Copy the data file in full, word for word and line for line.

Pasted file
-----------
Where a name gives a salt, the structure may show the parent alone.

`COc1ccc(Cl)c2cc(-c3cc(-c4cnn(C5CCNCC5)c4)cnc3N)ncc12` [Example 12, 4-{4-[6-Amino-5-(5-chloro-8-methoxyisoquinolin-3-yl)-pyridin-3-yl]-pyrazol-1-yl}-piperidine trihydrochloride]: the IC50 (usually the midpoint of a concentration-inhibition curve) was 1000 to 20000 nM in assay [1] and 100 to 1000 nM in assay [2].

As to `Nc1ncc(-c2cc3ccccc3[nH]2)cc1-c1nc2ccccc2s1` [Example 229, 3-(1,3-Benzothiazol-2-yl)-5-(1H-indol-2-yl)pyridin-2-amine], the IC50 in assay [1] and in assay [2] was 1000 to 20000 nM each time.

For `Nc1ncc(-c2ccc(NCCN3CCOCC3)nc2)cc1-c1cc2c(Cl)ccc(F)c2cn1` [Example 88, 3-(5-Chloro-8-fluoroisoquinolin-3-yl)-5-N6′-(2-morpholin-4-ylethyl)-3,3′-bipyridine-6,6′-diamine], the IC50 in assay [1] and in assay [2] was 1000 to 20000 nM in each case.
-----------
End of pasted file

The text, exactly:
Where a name gives a salt, the structure may show the parent alone.

`COc1ccc(Cl)c2cc(-c3cc(-c4cnn(C5CCNCC5)c4)cnc3N)ncc12` [Example 12, 4-{4-[6-Amino-5-(5-chloro-8-methoxyisoquinolin-3-yl)-pyridin-3-yl]-pyrazol-1-yl}-piperidine trihydrochloride]: the IC50 (usually the midpoint of a concentration-inhibition curve) was 1000 to 20000 nM in assay [1] and 100 to 1000 nM in assay [2].

As to `Nc1ncc(-c2cc3ccccc3[nH]2)cc1-c1nc2ccccc2s1` [Example 229, 3-(1,3-Benzothiazol-2-yl)-5-(1H-indol-2-yl)pyridin-2-amine], the IC50 in assay [1] and in assay [2] was 1000 to 20000 nM each time.

For `Nc1ncc(-c2ccc(NCCN3CCOCC3)nc2)cc1-c1cc2c(Cl)ccc(F)c2cn1` [Example 88, 3-(5-Chloro-8-fluoroisoquinolin-3-yl)-5-N6′-(2-morpholin-4-ylethyl)-3,3′-bipyridine-6,6′-diamine], the IC50 in assay [1] and in assay [2] was 1000 to 20000 nM in each case.